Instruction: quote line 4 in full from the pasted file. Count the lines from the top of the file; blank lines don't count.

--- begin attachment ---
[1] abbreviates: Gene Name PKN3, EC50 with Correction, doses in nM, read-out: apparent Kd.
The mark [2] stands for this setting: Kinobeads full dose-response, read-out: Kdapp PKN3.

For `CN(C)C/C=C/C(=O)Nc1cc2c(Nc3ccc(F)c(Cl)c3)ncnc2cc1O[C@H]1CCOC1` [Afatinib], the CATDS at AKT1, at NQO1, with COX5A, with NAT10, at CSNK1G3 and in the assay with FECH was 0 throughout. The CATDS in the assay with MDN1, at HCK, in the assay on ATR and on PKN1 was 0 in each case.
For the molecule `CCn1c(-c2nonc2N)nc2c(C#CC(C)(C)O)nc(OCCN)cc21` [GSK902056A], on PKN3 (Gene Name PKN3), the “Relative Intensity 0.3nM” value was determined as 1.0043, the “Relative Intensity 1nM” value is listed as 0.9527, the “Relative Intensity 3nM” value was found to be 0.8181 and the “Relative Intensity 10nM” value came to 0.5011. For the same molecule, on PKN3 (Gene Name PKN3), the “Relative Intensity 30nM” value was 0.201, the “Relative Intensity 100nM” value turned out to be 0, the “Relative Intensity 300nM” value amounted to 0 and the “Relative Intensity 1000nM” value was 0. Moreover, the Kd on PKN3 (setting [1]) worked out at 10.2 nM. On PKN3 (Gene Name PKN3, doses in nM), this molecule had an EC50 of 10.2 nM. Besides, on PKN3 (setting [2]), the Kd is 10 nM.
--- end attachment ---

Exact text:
For the molecule `CCn1c(-c2nonc2N)nc2c(C#CC(C)(C)O)nc(OCCN)cc21` [GSK902056A], on PKN3 (Gene Name PKN3), the “Relative Intensity 0.3nM” value was determined as 1.0043, the “Relative Intensity 1nM” value is listed as 0.9527, the “Relative Intensity 3nM” value was found to be 0.8181 and the “Relative Intensity 10nM” value came to 0.5011. For the same molecule, on PKN3 (Gene Name PKN3), the “Relative Intensity 30nM” value was 0.201, the “Relative Intensity 100nM” value turned out to be 0, the “Relative Intensity 300nM” value amounted to 0 and the “Relative Intensity 1000nM” value was 0. Moreover, the Kd on PKN3 (setting [1]) worked out at 10.2 nM. On PKN3 (Gene Name PKN3, doses in nM), this molecule had an EC50 of 10.2 nM. Besides, on PKN3 (setting [2]), the Kd is 10 nM.